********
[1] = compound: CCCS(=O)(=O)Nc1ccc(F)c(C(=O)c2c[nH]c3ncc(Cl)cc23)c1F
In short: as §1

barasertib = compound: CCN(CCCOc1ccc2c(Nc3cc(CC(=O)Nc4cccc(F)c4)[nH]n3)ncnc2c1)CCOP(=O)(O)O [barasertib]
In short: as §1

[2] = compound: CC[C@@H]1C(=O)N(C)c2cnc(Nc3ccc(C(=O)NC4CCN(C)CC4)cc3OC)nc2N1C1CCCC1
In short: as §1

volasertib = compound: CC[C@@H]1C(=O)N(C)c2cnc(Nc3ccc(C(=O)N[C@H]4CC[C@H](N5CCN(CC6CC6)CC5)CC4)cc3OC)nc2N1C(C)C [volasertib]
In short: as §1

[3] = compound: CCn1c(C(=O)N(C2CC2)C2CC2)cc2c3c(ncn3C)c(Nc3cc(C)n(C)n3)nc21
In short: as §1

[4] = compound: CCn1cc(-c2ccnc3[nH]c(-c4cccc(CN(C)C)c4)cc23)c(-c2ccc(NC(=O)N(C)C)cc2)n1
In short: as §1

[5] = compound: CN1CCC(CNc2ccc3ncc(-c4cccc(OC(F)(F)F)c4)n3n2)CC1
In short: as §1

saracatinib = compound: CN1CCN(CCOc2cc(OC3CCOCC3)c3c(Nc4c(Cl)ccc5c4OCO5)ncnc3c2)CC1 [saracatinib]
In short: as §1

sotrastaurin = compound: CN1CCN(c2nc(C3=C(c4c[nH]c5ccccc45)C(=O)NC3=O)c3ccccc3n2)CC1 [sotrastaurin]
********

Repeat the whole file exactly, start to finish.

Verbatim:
[1] = compound: CCCS(=O)(=O)Nc1ccc(F)c(C(=O)c2c[nH]c3ncc(Cl)cc23)c1F
In short: as §1

barasertib = compound: CCN(CCCOc1ccc2c(Nc3cc(CC(=O)Nc4cccc(F)c4)[nH]n3)ncnc2c1)CCOP(=O)(O)O [barasertib]
In short: as §1

[2] = compound: CC[C@@H]1C(=O)N(C)c2cnc(Nc3ccc(C(=O)NC4CCN(C)CC4)cc3OC)nc2N1C1CCCC1
In short: as §1

volasertib = compound: CC[C@@H]1C(=O)N(C)c2cnc(Nc3ccc(C(=O)N[C@H]4CC[C@H](N5CCN(CC6CC6)CC5)CC4)cc3OC)nc2N1C(C)C [volasertib]
In short: as §1

[3] = compound: CCn1c(C(=O)N(C2CC2)C2CC2)cc2c3c(ncn3C)c(Nc3cc(C)n(C)n3)nc21
In short: as §1

[4] = compound: CCn1cc(-c2ccnc3[nH]c(-c4cccc(CN(C)C)c4)cc23)c(-c2ccc(NC(=O)N(C)C)cc2)n1
In short: as §1

[5] = compound: CN1CCC(CNc2ccc3ncc(-c4cccc(OC(F)(F)F)c4)n3n2)CC1
In short: as §1

saracatinib = compound: CN1CCN(CCOc2cc(OC3CCOCC3)c3c(Nc4c(Cl)ccc5c4OCO5)ncnc3c2)CC1 [saracatinib]
In short: as §1

sotrastaurin = compound: CN1CCN(c2nc(C3=C(c4c[nH]c5ccccc45)C(=O)NC3=O)c3ccccc3n2)CC1 [sotrastaurin]